• The Eco-Freight Signal Priority application provided up to 4% fuel reduction benefits for freight vehicles.
Connected Eco-Driving
  • When implemented along a signalized corridor, the application provided up to 2% fuel reduction benefits at full connected vehicle penetration.
  • The application provided up to 2% dis-benefit in mobility (e.g., travel time) due to smoother and slower accelerations to meet environmental optimums.
Combined Eco-Signal Operations Modeling
  • Together the Eco-Signal Operations applications provided up to 11% improvement in CO2 and fuel consumption reductions at full connected vehicle penetration.
Eco-Speed Harmonization
  • The application provided up to 4.5% fuel reduction benefits for a freeway corridor. It assisted in maintaining the flow of traffic, reducing unnecessary stops and starts, and maintaining consistent speeds near bottleneck and other disturbance areas.
Eco-Cooperative Adaptive Cruise Control (Eco-CACC)
  • Eco-CACC provided up to 19% fuel savings on a real-world freeway.
  • Vehicles using a dedicated "eco-lane" experienced 7% more fuel savings when compared to vehicles in the general lanes.
  • Eco-CACC has the potential to provide up to 42% travel time savings on a real-world freeway corridor for all vehicles.
Combined Eco-Lanes Modeling
  • Together the Eco-Lanes applications provided up to 22% fuel savings on a real-world freeway corridor for all vehicles.
  • Vehicles using the dedicated “eco-lane” experienced 2% more fuel savings when compared to vehicles in the general traffic lanes.
  • The scenario provided up to 33% travel time savings for all vehicles.
Low Emissions Zones
  • A Low Emissions Zone modeled in the Phoenix Metropolitan Area resulted in up to 4.5% reduction in fuel consumption when both eco-vehicle incentives and transit incentives were offered.
  • The modeling indicated that the Low Emissions Zone has the potential to reduce vehicle miles traveled by up to 2.5% and increase by up to 20% in to the Low Emissions Zones.

One lesson the AERIS team learned from modeling is that converting results to meaningful numbers (e.g., fuel savings for individuals and/or fleet operators) helped stakeholders understand the potential benefits in ways they could visualize the results. Fleet operators, including transit, freight and others, also benefit from AERIS applications. Fuel savings help fleet operators save fuel costs resulting in lower operating costs. Finally, cities benefit from AERIS applications which help to reduce emissions and improving the air quality. AERIS applications also help reduce congestion and support sustainable transportation solutions.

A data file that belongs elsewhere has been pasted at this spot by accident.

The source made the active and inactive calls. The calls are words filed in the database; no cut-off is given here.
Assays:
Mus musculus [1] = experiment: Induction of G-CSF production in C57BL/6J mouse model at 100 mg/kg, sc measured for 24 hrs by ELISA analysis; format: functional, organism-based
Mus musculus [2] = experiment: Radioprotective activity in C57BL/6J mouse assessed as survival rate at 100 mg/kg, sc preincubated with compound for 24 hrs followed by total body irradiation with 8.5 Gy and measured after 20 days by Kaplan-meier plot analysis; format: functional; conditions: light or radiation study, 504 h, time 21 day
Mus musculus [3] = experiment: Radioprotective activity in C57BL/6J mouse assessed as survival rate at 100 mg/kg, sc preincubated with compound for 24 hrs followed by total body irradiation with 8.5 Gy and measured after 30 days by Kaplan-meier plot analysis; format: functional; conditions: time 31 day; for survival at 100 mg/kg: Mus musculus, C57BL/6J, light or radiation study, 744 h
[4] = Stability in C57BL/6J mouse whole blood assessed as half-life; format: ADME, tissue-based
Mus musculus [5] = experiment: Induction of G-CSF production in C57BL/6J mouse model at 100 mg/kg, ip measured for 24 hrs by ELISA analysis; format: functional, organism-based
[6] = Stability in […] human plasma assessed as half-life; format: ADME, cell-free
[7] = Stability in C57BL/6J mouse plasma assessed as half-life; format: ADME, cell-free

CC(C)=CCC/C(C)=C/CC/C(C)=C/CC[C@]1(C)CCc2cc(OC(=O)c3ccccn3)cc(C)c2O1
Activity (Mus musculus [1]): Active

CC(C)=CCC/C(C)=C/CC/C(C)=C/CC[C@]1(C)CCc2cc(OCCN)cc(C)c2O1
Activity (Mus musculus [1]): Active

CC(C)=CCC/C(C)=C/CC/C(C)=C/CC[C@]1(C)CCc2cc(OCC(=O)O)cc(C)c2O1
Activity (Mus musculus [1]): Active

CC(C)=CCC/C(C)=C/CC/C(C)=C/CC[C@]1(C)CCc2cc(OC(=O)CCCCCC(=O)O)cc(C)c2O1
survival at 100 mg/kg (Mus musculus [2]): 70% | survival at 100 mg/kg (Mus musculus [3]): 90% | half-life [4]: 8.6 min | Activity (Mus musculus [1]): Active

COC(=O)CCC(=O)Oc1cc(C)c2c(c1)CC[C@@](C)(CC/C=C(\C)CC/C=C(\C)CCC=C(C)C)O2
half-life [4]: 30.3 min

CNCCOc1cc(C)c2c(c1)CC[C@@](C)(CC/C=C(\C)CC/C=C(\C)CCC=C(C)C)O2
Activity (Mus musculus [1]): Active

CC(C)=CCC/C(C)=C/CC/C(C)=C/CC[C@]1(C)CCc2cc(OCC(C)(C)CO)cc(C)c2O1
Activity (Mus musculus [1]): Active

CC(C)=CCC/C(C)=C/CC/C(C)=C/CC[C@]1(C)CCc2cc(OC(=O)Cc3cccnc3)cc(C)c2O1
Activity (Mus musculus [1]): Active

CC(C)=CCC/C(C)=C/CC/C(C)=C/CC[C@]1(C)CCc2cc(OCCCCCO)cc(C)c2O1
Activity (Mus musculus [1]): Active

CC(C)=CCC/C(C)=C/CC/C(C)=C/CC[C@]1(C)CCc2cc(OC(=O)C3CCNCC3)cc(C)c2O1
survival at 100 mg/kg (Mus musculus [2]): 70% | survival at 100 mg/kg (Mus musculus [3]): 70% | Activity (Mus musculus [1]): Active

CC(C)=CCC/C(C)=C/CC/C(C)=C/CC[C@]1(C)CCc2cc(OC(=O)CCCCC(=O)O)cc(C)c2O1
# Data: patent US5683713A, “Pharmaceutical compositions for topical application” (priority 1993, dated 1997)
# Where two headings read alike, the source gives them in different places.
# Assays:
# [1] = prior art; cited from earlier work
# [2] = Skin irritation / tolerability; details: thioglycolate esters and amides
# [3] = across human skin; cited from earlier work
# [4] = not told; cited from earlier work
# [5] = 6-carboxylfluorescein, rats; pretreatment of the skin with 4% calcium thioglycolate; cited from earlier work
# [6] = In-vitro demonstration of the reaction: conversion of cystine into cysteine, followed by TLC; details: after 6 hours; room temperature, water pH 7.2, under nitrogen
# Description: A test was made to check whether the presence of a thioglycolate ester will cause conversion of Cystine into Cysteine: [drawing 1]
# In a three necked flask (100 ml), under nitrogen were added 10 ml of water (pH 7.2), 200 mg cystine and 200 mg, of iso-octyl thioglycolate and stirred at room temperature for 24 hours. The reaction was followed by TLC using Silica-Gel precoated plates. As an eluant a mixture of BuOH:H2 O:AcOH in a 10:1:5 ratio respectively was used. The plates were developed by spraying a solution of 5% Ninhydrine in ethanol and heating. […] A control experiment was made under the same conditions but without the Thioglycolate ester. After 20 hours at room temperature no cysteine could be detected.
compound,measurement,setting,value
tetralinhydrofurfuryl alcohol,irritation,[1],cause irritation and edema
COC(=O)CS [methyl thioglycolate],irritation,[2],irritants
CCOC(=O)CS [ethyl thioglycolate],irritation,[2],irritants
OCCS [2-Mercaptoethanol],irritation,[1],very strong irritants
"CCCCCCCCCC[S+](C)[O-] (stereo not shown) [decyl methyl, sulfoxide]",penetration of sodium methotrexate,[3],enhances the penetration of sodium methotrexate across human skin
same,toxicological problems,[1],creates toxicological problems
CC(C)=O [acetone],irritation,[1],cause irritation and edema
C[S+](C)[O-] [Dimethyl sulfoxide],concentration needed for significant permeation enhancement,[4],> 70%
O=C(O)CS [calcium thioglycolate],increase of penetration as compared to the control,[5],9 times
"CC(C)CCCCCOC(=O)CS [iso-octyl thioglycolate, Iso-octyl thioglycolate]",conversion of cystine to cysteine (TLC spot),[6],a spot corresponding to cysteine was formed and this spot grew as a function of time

AEREIS Application benefits, Assuming a Corridor with Average Traffic Congestion.

Figure 2: AERIS Benefits

Case Study GlidePath – Eco-Approach and Departure at Signalized Intersections

Together the Intelligent Transportation Systems (ITS) Joint Program Office (JPO) and Federal Highway Administration’s (FHWA’s) Turner Fairbank Highway Research Center (TFHRC) Office of Operations, Research and Development (HRDO) implemented and successfully demonstrated the automated GlidePath prototype application. GlidePath is the Nation’s first application of a Cooperative Adaptive Cruise Control (CACC) system that automatically communicates wirelessly with a traffic signal and controls a vehicle’s speed in an eco-friendly manner. The application leverages vehicle-to-infrastructure (V2I) communications to enable an equipped vehicle to communicate wirelessly with a traffic signal.

FORD TORC vehicle used for testing at TFHRC.

Figure 3: Vehicle Used for Testing at TFHRC (Source: USDOT)

In 2012, the Applications for the Environment: Real-Time Information Synthesis (AERIS) team conducted a field experiment at TFHRC for the Eco-Approach and Departure at Signalized Intersections application. Successful experimentation showed up to 18% reductions in fuel consumption and carbon dioxide (CO2) emissions for a single vehicle at a single fixed timed intersection. Drivers were provided with speed recommendations using a driver-vehicle interface (DVI) incorporated into the speedometer. Recommendation speeds were calculated based on the vehicle’s location and signal phase and timing (SPaT) messages collected from the traffic signal. While the results were promising, the experiment identified potential driver distraction issues. As such, in 2014 the AERIS team undertook the GlidePath prototype application project—a first of its kind prototype—which incorporated automated longitudinal control capabilities along with the eco-approach and departure algorithm.